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upon the authority of Sir Bartle Frere that he met with ?a carefully investigated instance. All the inhabitants of a remote village in the Deccan had abjured idolatry and caste. They removed from their temples the idols which had been worshiped there, time out of mind, and agreed to profess a form of Christianity which they had deduced from the careful perusal of a single Gospel and a few tracts.? Max Muller, Chips, 4:177-189, apparently proves that Buddha is the original of St. Josaphat, who has a day assigned to him in the calendar of both the Greek and the Roman churches. ?Sancte Socrates, ora pro nobis.?

The Missionary Review of the World, July, 1896:519-523, tells the story of Adiri, afterwards called John King, of Maripastoon in Dutch Guiana. The Holy Spirit wrought in him mightily years before he heard of the missionaries. He was a coal black Negro, a heathen and a fetish worshiper. He was convicted of sin and apparently converted through dreams and visions. Heaven and hell were revealed to him. He was sick unto death, and One appeared to him declaring himself to be the Mediator between God and man, and telling him to go to the missionaries for instruction. He was persecuted, but he won his tribe from heathenism and transformed them into a Christian community.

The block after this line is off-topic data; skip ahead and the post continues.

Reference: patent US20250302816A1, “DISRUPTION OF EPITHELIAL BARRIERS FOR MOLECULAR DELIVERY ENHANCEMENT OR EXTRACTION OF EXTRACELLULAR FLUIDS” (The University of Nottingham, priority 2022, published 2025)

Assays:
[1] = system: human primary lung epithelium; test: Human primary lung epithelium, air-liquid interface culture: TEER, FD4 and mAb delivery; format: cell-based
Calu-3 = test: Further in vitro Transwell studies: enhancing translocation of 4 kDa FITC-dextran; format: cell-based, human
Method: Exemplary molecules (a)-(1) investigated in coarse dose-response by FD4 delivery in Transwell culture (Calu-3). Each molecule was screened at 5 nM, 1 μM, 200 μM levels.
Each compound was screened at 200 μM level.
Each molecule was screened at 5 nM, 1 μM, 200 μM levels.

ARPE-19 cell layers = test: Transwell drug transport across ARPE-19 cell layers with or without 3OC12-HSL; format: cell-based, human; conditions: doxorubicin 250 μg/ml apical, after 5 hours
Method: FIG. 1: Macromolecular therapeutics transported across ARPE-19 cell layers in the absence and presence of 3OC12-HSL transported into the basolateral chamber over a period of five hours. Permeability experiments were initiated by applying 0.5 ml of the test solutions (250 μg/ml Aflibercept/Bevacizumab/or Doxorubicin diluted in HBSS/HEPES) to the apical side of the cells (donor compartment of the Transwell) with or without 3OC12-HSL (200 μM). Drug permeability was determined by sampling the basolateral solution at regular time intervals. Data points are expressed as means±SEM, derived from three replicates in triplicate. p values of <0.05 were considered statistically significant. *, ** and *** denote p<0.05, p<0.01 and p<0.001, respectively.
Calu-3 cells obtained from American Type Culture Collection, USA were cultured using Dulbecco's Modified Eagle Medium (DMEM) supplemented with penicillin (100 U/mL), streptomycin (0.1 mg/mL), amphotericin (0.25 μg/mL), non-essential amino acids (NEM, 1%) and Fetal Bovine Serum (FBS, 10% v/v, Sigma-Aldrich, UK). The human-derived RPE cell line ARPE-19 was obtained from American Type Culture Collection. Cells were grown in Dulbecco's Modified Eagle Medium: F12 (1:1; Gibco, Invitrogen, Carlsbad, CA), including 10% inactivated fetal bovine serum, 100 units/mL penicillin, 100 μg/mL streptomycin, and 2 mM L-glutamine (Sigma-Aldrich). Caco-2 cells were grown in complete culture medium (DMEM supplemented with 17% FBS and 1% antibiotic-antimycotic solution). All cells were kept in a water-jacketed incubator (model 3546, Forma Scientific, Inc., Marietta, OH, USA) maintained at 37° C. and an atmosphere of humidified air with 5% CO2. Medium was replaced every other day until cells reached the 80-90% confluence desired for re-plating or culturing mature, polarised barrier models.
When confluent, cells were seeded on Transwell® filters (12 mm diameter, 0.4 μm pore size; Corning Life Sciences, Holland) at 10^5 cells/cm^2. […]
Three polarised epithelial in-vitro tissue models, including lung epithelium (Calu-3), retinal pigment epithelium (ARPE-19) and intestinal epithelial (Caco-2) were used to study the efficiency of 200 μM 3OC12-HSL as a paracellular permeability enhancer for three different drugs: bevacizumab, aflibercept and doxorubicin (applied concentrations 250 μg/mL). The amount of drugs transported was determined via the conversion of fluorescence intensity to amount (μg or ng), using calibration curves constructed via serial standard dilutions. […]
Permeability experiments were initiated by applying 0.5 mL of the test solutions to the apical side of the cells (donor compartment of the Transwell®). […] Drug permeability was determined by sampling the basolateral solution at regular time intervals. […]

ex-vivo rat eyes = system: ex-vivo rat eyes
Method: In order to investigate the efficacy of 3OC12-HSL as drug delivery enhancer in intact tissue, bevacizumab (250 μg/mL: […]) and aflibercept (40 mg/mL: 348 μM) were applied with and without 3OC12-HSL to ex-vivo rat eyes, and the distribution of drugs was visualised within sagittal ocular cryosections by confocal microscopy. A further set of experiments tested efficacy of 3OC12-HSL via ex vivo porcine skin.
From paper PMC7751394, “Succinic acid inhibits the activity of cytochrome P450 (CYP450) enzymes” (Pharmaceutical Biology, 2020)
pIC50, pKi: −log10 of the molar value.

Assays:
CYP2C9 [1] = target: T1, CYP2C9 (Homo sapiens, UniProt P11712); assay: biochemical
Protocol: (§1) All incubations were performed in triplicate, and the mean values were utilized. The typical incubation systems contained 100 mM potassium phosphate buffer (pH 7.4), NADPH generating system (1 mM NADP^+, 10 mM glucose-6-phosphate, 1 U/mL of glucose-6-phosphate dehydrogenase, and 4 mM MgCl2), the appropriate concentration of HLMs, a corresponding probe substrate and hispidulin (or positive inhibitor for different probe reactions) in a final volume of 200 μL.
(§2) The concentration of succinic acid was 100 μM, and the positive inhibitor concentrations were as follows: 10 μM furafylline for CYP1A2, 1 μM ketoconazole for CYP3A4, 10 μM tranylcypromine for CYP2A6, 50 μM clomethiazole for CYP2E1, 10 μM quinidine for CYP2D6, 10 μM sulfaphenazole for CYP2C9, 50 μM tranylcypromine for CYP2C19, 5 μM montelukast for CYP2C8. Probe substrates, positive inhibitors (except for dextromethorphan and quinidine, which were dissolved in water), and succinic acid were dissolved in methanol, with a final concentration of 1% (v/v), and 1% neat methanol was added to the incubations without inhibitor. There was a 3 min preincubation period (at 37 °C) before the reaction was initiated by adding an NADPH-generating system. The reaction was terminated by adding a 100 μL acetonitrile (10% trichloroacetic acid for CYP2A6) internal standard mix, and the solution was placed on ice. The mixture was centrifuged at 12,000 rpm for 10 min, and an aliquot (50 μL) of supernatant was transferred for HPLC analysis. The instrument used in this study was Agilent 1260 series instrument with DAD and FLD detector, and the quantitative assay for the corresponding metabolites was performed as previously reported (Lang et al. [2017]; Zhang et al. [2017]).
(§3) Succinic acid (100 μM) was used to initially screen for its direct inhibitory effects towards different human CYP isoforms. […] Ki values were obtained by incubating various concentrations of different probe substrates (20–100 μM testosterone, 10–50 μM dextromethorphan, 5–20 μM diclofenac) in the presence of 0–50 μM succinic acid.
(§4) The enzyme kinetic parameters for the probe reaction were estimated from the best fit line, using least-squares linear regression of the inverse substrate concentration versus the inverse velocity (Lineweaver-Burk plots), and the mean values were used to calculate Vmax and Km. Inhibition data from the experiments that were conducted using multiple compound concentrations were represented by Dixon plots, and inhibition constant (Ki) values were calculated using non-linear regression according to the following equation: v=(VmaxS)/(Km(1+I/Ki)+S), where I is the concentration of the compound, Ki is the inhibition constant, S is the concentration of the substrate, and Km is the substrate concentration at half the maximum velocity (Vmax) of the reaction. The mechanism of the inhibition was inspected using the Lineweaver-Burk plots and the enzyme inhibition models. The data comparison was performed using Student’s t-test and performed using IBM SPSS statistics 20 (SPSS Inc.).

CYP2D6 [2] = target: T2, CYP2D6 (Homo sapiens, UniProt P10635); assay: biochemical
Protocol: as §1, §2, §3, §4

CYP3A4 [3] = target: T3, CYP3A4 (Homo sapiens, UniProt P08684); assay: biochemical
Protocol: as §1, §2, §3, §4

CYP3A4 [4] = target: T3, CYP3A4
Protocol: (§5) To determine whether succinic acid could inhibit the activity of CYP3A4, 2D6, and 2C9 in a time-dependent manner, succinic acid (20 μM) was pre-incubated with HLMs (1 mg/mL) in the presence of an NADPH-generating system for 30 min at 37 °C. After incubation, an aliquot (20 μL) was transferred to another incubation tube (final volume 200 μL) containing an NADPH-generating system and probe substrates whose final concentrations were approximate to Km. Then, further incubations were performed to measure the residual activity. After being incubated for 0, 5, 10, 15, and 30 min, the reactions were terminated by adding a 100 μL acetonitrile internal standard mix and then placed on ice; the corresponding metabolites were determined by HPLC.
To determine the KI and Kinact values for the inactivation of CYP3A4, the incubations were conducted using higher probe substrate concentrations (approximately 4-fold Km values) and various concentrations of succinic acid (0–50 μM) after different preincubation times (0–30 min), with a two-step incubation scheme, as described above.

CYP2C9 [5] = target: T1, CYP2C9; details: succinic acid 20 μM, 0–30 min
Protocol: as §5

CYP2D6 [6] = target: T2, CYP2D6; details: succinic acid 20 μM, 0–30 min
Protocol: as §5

S. W. Hamblen, missionary to China, tells of a very earnest and consistent believer who lived at rather an obscure town of about 2800 people. The evangelist went to visit him and found that he was a worthy example to those around him. He had become a Christian before he had seen a single believer, by reading a Chinese New Testament. By reading the New Testament he had become not only a Christian but also a strong Baptist in belief. A belief so strong that he could argue with the missionary on the subject of baptism, although, till the evangelist went to his house, he had never met a Baptist and did not know that there were any Baptist churches in existence.

The Rev. K. E. Malm, a pioneer Baptist preacher in Sweden, on a journey to the district as far north as Gestrikland, met a woman from Lapland who was on her way to Upsala in order to visit Dr. Fjellstedt. She desired to converse with him to learn how she might obtain peace with God and get rid of her anxiety concerning her sins. She said she had traveled 60 ( = 240 English) miles and she had still far to go. Malm improved the opportunity to speak to her concerning the crucified Christ and she found peace in believing on his atonement. She became so happy that she clapped her hands and for joy could not sleep that night. She said later: ?Now I will return home and tell the people what I have found.? This she

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